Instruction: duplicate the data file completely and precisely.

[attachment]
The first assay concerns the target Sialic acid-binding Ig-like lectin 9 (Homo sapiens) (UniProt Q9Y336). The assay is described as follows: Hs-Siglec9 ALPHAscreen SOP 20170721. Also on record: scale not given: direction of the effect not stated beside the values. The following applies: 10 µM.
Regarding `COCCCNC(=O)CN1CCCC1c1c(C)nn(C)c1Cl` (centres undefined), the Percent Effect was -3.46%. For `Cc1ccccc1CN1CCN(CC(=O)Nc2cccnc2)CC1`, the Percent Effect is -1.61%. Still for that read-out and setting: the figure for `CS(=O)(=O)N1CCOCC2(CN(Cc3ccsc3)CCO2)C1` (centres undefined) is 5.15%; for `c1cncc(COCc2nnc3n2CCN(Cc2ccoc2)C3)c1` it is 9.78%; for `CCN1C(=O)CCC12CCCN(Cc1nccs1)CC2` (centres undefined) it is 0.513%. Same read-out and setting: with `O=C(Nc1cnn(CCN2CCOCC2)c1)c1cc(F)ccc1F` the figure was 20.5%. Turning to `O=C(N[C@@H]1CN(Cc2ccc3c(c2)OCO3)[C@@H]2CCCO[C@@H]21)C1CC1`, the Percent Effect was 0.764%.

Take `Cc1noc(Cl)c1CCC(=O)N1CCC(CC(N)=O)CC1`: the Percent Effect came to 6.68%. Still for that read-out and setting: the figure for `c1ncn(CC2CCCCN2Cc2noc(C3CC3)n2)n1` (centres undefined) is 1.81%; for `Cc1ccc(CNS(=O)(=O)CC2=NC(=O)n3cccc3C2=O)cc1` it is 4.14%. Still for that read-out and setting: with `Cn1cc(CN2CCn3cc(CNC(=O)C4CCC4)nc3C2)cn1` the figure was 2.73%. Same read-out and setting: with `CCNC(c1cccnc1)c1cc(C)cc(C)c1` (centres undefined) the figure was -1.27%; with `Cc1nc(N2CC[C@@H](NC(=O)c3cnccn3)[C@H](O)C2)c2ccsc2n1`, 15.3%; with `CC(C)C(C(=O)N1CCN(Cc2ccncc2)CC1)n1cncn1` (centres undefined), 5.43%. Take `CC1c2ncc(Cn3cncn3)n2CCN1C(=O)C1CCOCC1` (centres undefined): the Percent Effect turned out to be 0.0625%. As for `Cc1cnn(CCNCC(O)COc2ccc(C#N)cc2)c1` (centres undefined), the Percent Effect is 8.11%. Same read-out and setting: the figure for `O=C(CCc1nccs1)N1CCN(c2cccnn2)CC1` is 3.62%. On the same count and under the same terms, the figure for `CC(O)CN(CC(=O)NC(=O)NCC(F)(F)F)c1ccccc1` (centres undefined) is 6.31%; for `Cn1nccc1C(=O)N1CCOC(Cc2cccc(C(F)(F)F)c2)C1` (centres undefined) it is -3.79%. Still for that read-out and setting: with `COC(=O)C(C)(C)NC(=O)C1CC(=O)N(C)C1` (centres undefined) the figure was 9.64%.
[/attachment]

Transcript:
The first assay concerns the target Sialic acid-binding Ig-like lectin 9 (Homo sapiens) (UniProt Q9Y336). The assay is described as follows: Hs-Siglec9 ALPHAscreen SOP 20170721. Also on record: scale not given: direction of the effect not stated beside the values. The following applies: 10 µM.
Regarding `COCCCNC(=O)CN1CCCC1c1c(C)nn(C)c1Cl` (centres undefined), the Percent Effect was -3.46%. For `Cc1ccccc1CN1CCN(CC(=O)Nc2cccnc2)CC1`, the Percent Effect is -1.61%. Still for that read-out and setting: the figure for `CS(=O)(=O)N1CCOCC2(CN(Cc3ccsc3)CCO2)C1` (centres undefined) is 5.15%; for `c1cncc(COCc2nnc3n2CCN(Cc2ccoc2)C3)c1` it is 9.78%; for `CCN1C(=O)CCC12CCCN(Cc1nccs1)CC2` (centres undefined) it is 0.513%. Same read-out and setting: with `O=C(Nc1cnn(CCN2CCOCC2)c1)c1cc(F)ccc1F` the figure was 20.5%. Turning to `O=C(N[C@@H]1CN(Cc2ccc3c(c2)OCO3)[C@@H]2CCCO[C@@H]21)C1CC1`, the Percent Effect was 0.764%.

Take `Cc1noc(Cl)c1CCC(=O)N1CCC(CC(N)=O)CC1`: the Percent Effect came to 6.68%. Still for that read-out and setting: the figure for `c1ncn(CC2CCCCN2Cc2noc(C3CC3)n2)n1` (centres undefined) is 1.81%; for `Cc1ccc(CNS(=O)(=O)CC2=NC(=O)n3cccc3C2=O)cc1` it is 4.14%. Still for that read-out and setting: with `Cn1cc(CN2CCn3cc(CNC(=O)C4CCC4)nc3C2)cn1` the figure was 2.73%. Same read-out and setting: with `CCNC(c1cccnc1)c1cc(C)cc(C)c1` (centres undefined) the figure was -1.27%; with `Cc1nc(N2CC[C@@H](NC(=O)c3cnccn3)[C@H](O)C2)c2ccsc2n1`, 15.3%; with `CC(C)C(C(=O)N1CCN(Cc2ccncc2)CC1)n1cncn1` (centres undefined), 5.43%. Take `CC1c2ncc(Cn3cncn3)n2CCN1C(=O)C1CCOCC1` (centres undefined): the Percent Effect turned out to be 0.0625%. As for `Cc1cnn(CCNCC(O)COc2ccc(C#N)cc2)c1` (centres undefined), the Percent Effect is 8.11%. Same read-out and setting: the figure for `O=C(CCc1nccs1)N1CCN(c2cccnn2)CC1` is 3.62%. On the same count and under the same terms, the figure for `CC(O)CN(CC(=O)NC(=O)NCC(F)(F)F)c1ccccc1` (centres undefined) is 6.31%; for `Cn1nccc1C(=O)N1CCOC(Cc2cccc(C(F)(F)F)c2)C1` (centres undefined) it is -3.79%. Still for that read-out and setting: with `COC(=O)C(C)(C)NC(=O)C1CC(=O)N(C)C1` (centres undefined) the figure was 9.64%.